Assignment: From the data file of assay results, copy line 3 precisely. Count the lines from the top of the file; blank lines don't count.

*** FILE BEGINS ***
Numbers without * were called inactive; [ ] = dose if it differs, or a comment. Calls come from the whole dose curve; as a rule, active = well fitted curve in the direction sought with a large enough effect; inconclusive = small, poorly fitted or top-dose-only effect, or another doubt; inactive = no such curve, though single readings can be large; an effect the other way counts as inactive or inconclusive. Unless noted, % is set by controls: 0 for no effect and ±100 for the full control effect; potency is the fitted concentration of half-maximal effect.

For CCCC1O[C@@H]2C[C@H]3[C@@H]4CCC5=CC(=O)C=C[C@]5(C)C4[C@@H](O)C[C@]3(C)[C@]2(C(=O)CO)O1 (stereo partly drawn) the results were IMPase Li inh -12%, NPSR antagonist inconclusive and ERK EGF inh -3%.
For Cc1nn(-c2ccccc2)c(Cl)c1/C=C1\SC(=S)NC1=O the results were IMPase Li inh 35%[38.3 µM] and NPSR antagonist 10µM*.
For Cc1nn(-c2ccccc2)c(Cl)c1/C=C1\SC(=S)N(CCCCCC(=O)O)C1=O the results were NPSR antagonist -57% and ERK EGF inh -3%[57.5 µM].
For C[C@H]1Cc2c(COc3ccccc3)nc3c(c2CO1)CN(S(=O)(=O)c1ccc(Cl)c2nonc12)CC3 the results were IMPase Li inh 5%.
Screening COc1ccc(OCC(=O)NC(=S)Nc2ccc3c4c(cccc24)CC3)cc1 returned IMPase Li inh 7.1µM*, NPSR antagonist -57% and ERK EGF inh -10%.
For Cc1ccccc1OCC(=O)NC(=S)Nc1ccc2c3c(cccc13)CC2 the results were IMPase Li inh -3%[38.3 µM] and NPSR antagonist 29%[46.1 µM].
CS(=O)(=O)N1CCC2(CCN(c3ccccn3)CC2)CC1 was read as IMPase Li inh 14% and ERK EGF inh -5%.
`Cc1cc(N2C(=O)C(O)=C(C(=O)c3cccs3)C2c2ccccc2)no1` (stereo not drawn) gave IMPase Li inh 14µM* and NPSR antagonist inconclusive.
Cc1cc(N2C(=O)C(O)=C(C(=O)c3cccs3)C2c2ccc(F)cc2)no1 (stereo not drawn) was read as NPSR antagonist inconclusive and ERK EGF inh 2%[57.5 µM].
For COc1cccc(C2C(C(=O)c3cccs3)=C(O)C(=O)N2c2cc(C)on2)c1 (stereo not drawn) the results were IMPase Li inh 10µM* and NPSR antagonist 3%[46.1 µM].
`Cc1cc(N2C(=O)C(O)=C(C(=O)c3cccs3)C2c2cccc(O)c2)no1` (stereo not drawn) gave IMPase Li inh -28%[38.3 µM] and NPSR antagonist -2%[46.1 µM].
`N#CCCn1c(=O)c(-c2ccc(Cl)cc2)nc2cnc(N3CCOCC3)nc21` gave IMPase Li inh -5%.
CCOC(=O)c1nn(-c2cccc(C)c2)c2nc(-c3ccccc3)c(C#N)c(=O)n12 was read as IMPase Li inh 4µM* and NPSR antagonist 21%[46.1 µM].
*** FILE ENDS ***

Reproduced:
For Cc1nn(-c2ccccc2)c(Cl)c1/C=C1\SC(=S)NC1=O the results were IMPase Li inh 35%[38.3 µM] and NPSR antagonist 10µM*.